U.N. Secretary-General Antonio Guterres warned Friday that global divisions are growing, risking catastrophic fragmentation and confrontation.
He told reporters at the G20 summit in New Delhi that the gathering’s theme - One Earth, One Family, One Future - resonates today not just as an ideal but as an indictment of the times.
“Because if we are indeed one global family – we today resemble a rather dysfunctional one,” he said. “Divisions are growing, tensions are flaring up and trust is eroding – which together raise the specter of fragmentation, and ultimately, confrontation.”
He said such divisions are very concerning in the best of times, but in the present, “it spells catastrophe.”
Guterres noted a list of challenges facing the international community, including accelerating climate change, a multiplicity of wars and conflicts, growing poverty and hunger, and the risks from new technologies. He emphasized that the outdated multilateral institutions of the post-World War II era need to evolve to meet 21st-century challenges.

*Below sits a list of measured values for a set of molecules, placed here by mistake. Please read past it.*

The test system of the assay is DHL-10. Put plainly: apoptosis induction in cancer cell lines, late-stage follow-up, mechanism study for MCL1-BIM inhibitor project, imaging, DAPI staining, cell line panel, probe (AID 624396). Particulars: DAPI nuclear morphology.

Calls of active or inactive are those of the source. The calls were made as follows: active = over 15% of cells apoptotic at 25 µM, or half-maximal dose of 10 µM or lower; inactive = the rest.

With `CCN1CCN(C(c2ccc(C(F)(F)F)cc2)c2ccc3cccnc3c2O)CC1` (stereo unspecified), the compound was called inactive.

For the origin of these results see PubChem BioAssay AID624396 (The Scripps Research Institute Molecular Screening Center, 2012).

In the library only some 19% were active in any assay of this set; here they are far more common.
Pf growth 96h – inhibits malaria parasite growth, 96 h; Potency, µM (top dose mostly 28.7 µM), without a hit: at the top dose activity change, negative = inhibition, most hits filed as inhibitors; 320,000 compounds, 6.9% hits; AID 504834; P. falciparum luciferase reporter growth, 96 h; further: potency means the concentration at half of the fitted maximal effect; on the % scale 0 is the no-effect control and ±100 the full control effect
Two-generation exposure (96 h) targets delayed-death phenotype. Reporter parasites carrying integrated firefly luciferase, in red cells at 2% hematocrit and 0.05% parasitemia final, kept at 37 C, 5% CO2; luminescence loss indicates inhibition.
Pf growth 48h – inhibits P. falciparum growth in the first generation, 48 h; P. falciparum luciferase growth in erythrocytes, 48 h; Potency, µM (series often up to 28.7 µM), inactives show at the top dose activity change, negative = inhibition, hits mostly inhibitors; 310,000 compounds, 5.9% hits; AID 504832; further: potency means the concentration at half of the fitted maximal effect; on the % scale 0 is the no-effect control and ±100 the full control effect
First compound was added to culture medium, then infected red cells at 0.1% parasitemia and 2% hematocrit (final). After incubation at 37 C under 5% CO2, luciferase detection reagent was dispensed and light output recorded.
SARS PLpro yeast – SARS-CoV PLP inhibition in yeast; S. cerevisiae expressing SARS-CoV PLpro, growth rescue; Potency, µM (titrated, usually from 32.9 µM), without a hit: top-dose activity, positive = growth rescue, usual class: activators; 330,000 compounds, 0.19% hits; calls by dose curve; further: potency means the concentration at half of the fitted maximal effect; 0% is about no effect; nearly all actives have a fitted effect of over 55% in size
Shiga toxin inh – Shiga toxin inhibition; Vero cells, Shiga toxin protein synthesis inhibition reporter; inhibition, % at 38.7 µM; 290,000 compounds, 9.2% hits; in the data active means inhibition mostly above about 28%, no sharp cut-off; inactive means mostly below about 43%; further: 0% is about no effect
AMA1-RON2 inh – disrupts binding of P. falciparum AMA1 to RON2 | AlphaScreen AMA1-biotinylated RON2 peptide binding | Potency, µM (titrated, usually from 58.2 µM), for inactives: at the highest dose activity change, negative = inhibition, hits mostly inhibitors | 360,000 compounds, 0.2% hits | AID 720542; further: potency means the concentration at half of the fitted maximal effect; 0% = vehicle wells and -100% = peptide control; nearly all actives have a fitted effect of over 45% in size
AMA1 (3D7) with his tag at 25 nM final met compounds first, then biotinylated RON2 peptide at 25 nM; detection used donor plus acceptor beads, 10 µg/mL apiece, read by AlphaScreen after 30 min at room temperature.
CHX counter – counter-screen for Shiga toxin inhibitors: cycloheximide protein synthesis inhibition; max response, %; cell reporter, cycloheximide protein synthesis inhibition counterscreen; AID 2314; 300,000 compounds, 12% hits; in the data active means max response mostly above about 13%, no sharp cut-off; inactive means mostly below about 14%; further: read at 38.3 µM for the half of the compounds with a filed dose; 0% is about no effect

“We need effective international institutions rooted in 21st-century realities and based on the U.N. Charter and international law,” he said. “That is why I have been advocating for bold steps to make those global institutions truly universal and representative of today’s realities, and more responsive to the needs of developing economies.”
Later this month, Guterres will convene summits on the sidelines of the U.N. General Assembly to address climate action, sustainable development, and pandemic prevention and preparedness.
He hopes to get leaders, particularly from G20 nations, which are responsible for 80% of global greenhouse gas emissions, to make bold commitments, including ending all licensing or funding of new fossil fuel projects and fulfilling financing pledges to help developing economies mitigate and adapt to climate change.
On the development front, the secretary-general is aiming for an ambitious stimulus of at least $500 billion a year toward the U.N.’s sustainable development goals. Many of the 17 goals that are focused on ending poverty are off-track to meet targets by 2030.
“All of this is within reach, but it will take all hands,” he said. “No nation, no region, no group – not even the G20 – can do it alone. We must act together as one family to save our one Earth and safeguard our one future.”